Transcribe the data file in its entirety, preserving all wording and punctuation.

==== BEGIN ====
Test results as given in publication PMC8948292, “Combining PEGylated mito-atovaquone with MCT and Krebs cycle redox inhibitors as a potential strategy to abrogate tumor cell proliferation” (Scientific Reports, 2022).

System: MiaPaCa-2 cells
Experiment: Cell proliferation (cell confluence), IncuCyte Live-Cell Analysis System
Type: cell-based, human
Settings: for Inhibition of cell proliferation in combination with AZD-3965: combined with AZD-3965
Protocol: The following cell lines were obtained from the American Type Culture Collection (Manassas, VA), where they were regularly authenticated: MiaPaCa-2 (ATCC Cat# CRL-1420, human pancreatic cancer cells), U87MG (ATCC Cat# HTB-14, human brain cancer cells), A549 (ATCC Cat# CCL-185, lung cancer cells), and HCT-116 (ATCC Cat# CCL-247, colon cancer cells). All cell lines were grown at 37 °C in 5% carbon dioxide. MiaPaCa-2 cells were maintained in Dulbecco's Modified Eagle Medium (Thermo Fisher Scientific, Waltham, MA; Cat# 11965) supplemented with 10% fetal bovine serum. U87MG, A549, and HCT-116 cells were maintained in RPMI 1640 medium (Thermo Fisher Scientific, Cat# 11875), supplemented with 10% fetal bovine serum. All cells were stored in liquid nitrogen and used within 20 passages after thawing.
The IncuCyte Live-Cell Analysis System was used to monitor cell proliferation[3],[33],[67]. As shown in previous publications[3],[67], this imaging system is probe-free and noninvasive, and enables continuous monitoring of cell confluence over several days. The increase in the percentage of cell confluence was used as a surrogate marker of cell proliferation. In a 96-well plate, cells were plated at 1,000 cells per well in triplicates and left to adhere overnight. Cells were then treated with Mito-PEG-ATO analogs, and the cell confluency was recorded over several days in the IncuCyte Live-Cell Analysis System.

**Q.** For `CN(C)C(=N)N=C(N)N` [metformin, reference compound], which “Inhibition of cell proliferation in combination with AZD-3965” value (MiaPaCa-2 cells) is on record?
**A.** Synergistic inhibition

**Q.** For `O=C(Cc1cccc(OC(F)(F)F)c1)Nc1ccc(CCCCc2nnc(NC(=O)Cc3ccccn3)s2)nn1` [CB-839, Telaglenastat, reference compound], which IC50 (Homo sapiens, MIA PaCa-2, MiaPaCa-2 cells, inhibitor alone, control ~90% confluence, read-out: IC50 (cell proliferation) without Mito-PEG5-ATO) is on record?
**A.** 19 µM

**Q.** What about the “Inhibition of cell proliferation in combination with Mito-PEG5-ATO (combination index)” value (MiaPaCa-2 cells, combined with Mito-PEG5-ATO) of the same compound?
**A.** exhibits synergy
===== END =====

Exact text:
Test results as given in publication PMC8948292, “Combining PEGylated mito-atovaquone with MCT and Krebs cycle redox inhibitors as a potential strategy to abrogate tumor cell proliferation” (Scientific Reports, 2022).

System: MiaPaCa-2 cells
Experiment: Cell proliferation (cell confluence), IncuCyte Live-Cell Analysis System
Type: cell-based, human
Settings: for Inhibition of cell proliferation in combination with AZD-3965: combined with AZD-3965
Protocol: The following cell lines were obtained from the American Type Culture Collection (Manassas, VA), where they were regularly authenticated: MiaPaCa-2 (ATCC Cat# CRL-1420, human pancreatic cancer cells), U87MG (ATCC Cat# HTB-14, human brain cancer cells), A549 (ATCC Cat# CCL-185, lung cancer cells), and HCT-116 (ATCC Cat# CCL-247, colon cancer cells). All cell lines were grown at 37 °C in 5% carbon dioxide. MiaPaCa-2 cells were maintained in Dulbecco's Modified Eagle Medium (Thermo Fisher Scientific, Waltham, MA; Cat# 11965) supplemented with 10% fetal bovine serum. U87MG, A549, and HCT-116 cells were maintained in RPMI 1640 medium (Thermo Fisher Scientific, Cat# 11875), supplemented with 10% fetal bovine serum. All cells were stored in liquid nitrogen and used within 20 passages after thawing.
The IncuCyte Live-Cell Analysis System was used to monitor cell proliferation[3],[33],[67]. As shown in previous publications[3],[67], this imaging system is probe-free and noninvasive, and enables continuous monitoring of cell confluence over several days. The increase in the percentage of cell confluence was used as a surrogate marker of cell proliferation. In a 96-well plate, cells were plated at 1,000 cells per well in triplicates and left to adhere overnight. Cells were then treated with Mito-PEG-ATO analogs, and the cell confluency was recorded over several days in the IncuCyte Live-Cell Analysis System.

**Q.** For `CN(C)C(=N)N=C(N)N` [metformin, reference compound], which “Inhibition of cell proliferation in combination with AZD-3965” value (MiaPaCa-2 cells) is on record?
**A.** Synergistic inhibition

**Q.** For `O=C(Cc1cccc(OC(F)(F)F)c1)Nc1ccc(CCCCc2nnc(NC(=O)Cc3ccccn3)s2)nn1` [CB-839, Telaglenastat, reference compound], which IC50 (Homo sapiens, MIA PaCa-2, MiaPaCa-2 cells, inhibitor alone, control ~90% confluence, read-out: IC50 (cell proliferation) without Mito-PEG5-ATO) is on record?
**A.** 19 µM

**Q.** What about the “Inhibition of cell proliferation in combination with Mito-PEG5-ATO (combination index)” value (MiaPaCa-2 cells, combined with Mito-PEG5-ATO) of the same compound?
**A.** exhibits synergy